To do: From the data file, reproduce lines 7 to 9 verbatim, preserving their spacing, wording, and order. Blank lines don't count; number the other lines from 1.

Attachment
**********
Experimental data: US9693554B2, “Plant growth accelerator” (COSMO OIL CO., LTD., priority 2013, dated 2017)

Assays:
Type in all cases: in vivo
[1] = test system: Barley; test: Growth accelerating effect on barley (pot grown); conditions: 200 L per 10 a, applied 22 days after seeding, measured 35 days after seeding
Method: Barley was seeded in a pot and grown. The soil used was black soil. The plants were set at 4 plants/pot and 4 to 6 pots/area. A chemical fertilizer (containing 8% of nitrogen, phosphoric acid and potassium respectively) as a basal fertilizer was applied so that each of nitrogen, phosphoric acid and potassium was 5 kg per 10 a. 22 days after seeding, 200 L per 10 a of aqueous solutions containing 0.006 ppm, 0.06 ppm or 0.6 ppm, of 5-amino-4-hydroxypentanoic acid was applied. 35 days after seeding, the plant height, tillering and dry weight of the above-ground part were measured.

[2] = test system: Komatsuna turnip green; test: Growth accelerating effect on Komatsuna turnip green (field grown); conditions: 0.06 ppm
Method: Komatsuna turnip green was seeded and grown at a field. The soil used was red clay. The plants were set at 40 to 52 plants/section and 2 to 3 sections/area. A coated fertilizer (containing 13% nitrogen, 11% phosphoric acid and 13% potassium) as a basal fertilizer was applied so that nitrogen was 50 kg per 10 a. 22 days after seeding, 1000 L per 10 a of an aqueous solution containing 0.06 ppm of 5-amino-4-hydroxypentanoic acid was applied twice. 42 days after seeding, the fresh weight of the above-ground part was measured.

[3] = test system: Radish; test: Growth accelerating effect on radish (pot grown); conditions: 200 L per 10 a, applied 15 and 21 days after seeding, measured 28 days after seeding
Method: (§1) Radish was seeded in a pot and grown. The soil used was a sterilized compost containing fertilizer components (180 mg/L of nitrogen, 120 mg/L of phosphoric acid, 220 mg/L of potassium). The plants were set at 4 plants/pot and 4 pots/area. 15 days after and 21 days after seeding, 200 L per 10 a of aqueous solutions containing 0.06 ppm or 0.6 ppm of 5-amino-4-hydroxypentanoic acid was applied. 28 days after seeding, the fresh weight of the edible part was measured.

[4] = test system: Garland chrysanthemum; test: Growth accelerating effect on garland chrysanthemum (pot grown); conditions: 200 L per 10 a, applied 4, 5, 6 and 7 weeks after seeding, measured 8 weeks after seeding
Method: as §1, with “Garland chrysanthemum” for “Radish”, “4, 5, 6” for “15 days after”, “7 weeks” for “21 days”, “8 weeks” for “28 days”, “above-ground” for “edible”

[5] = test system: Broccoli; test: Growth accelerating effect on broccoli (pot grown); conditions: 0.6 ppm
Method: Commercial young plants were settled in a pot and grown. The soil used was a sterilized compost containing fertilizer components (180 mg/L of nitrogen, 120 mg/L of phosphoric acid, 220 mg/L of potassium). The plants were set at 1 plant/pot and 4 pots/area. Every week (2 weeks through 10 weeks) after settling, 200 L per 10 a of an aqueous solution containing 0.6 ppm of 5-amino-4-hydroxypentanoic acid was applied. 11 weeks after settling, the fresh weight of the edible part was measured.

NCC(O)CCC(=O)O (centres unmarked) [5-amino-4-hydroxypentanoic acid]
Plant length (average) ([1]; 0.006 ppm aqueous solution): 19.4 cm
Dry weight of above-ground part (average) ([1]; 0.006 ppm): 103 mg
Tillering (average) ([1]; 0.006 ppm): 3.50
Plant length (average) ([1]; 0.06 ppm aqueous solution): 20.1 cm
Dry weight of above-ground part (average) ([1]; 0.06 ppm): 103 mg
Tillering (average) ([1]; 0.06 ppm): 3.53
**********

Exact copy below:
Method: Komatsuna turnip green was seeded and grown at a field. The soil used was red clay. The plants were set at 40 to 52 plants/section and 2 to 3 sections/area. A coated fertilizer (containing 13% nitrogen, 11% phosphoric acid and 13% potassium) as a basal fertilizer was applied so that nitrogen was 50 kg per 10 a. 22 days after seeding, 1000 L per 10 a of an aqueous solution containing 0.06 ppm of 5-amino-4-hydroxypentanoic acid was applied twice. 42 days after seeding, the fresh weight of the above-ground part was measured.

[3] = test system: Radish; test: Growth accelerating effect on radish (pot grown); conditions: 200 L per 10 a, applied 15 and 21 days after seeding, measured 28 days after seeding
Method: (§1) Radish was seeded in a pot and grown. The soil used was a sterilized compost containing fertilizer components (180 mg/L of nitrogen, 120 mg/L of phosphoric acid, 220 mg/L of potassium). The plants were set at 4 plants/pot and 4 pots/area. 15 days after and 21 days after seeding, 200 L per 10 a of aqueous solutions containing 0.06 ppm or 0.6 ppm of 5-amino-4-hydroxypentanoic acid was applied. 28 days after seeding, the fresh weight of the edible part was measured.